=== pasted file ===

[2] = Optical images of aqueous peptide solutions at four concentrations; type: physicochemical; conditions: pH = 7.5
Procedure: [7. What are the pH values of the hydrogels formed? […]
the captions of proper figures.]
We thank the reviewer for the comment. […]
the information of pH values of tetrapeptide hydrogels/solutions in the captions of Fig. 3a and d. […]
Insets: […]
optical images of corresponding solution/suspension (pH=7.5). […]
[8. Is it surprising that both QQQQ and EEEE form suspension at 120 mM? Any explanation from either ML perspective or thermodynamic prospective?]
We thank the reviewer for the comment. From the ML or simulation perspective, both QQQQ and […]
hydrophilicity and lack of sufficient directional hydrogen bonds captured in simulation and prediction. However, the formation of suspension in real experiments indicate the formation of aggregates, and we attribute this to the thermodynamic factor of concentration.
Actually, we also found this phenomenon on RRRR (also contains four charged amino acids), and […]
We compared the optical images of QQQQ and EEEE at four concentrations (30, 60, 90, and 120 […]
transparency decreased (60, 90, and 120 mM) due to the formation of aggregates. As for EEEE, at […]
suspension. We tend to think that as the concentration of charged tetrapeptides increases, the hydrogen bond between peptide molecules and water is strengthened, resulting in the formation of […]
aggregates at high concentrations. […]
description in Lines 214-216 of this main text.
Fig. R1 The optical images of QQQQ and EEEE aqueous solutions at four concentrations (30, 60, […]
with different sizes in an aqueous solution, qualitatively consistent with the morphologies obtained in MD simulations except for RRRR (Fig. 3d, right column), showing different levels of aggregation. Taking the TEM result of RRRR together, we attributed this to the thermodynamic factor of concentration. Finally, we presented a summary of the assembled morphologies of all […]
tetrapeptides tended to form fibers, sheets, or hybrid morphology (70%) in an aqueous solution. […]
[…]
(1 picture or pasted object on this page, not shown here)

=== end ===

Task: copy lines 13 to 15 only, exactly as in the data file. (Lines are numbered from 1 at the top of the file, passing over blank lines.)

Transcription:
transparency decreased (60, 90, and 120 mM) due to the formation of aggregates. As for EEEE, at […]
suspension. We tend to think that as the concentration of charged tetrapeptides increases, the hydrogen bond between peptide molecules and water is strengthened, resulting in the formation of […]
aggregates at high concentrations. […]